According to the humanistic philosophy perspective, adult learning should be self-directed and transformational, by allowing the learner to critically self-reflect during the learning process (Merriam, 2001). In my experience, far too often I am presented with a lot of information in a PowerPoint on a new initiative, expectation, or process and am immediately asked to switch gears and talk about nuts and bolts during a staff meeting. I am rarely given time to reflect on what I have just learned, or tried to learn.
Effective professional development is “ongoing, embedded within context-specific needs of a particular setting, aligned with reform initiatives, and grounded in a collaborative, inquiry-based approach to learning” (Zepeda, 2012, p.66). When I reflect on the times I have walked away from a professional learning opportunity and thought to myself, “that was actually very relevant and meaningful,” the content was context-specific, aligned with my needs as a teacher, and interactive in the delivery.
My district struggles to provide ongoing learning opportunities or to monitor the effects of the learning. I have yet to receive a follow-up correspondence, or feedback session, on any training I have been to. For example, last fall, the district hired a representative of the Center for Educational Leadership to provide professional development on Writer’s Workshop. The presenter was very engaging and I felt the content was useful and practical. It was a one-day event during the week before school, and never again was Writer’s Workshop mentioned again throughout the year.
Each month, all Safety Net teachers in the Lake Washington School District gather as a professional learning community. These half-day release meetings emphasize collaboration among job-alike peers. We analyze and reflect on district-wide program data, share instructional strategies, and learn from each other how to best serve our population. This style of adult learning is an example of situated cognition, where “the nature of the interactions among learners, the tools they use within these interactions, the activity itself, and the social context in which the activity takes place shape learning” (Hansman, 2001, p. 43)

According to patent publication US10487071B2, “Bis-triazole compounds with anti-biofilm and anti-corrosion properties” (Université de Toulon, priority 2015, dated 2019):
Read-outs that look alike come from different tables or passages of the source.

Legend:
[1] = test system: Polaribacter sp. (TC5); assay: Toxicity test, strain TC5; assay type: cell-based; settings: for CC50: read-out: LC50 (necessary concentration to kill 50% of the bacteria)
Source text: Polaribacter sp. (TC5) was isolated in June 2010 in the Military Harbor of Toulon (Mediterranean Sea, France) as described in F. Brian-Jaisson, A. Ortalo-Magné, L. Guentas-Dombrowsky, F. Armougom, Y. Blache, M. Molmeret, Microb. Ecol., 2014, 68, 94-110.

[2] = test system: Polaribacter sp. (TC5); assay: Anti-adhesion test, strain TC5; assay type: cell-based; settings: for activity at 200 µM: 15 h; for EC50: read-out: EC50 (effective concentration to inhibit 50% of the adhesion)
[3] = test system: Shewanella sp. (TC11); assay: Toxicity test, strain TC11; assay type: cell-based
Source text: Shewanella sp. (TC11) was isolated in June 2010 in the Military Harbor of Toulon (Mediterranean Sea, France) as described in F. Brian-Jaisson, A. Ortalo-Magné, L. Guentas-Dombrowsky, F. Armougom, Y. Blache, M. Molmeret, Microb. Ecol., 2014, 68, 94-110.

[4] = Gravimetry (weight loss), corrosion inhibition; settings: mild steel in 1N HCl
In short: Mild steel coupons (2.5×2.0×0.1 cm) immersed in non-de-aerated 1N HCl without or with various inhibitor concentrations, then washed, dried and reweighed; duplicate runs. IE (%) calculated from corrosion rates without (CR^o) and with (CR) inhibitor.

Another meaningful learning experience for me has been working with mentors. While earning my degree in education and my certification for teaching, I had the opportunity to work with teachers in many different settings. I was able to observe teachers in action, have them observe me during my student teaching, and get meaningful feedback. I could learn by doing. I learned, also, through my relationship with each teacher. During my first two years as a full time teacher, I was a part of the New Teacher Support Program in which I was assigned a mentor. This person came to observe me at least once a month, offer suggestions, help me brainstorm ideas to solve problems, and was a supportive force in a stressful time. Partly why this relationship was so beneficial was that it was non-evaluative. My mentor was not scoring me. She was nonjudgmental and I felt I could trust her. She also had expertise in the area of small group instruction and working with students below standard. I hope to become a new teacher mentor one day. My positive experience in the New Teacher Support Program is partly why I decided to pursue a Masters in Teacher Leadership. In districts that do not have mentorship programs, this should be considered.
Theories of context-based learning posit that when knowledge is viewed as held by every person, every teacher, “adult educators and program planners [can] create or enhance contexts for adult learning that allows learners to share in the design, process, and evaluation of their learning activities” (Hansman, 2001, p.49). My site supports context-based learning by allowing us to do learning walks. I have learned so much from my colleagues in the building. I have had the chance to step into almost every classroom and gain new knowledge—whether it be from a veteran teacher or a first year teacher.
While I have shared various positive experiences of professional learning in my career, my main criticisms with the current practices in my building are the lack of choice in topics and lack of follow up. After reading about adult learning theories and reflecting on my own experiences, my thinking has changed in that I now see the extreme deficit of teacher self-direction in today’s school systems. There is a need for differentiated adult learning opportunities. Every teacher should be empowered to share their knowledge with other professionals.
Hansman, C. (2001). Context-based adult learning. In The new update on adult learning theory (41-49). Jossey-Bass.
Merriam, S.B. (2001). Andragogy and self-directed learning: Pillars of adult learning theory. In The new update on adult learning theory (1-11).
Zepeda, S. (2012). Professional development: What works. New York, NY: Routledge.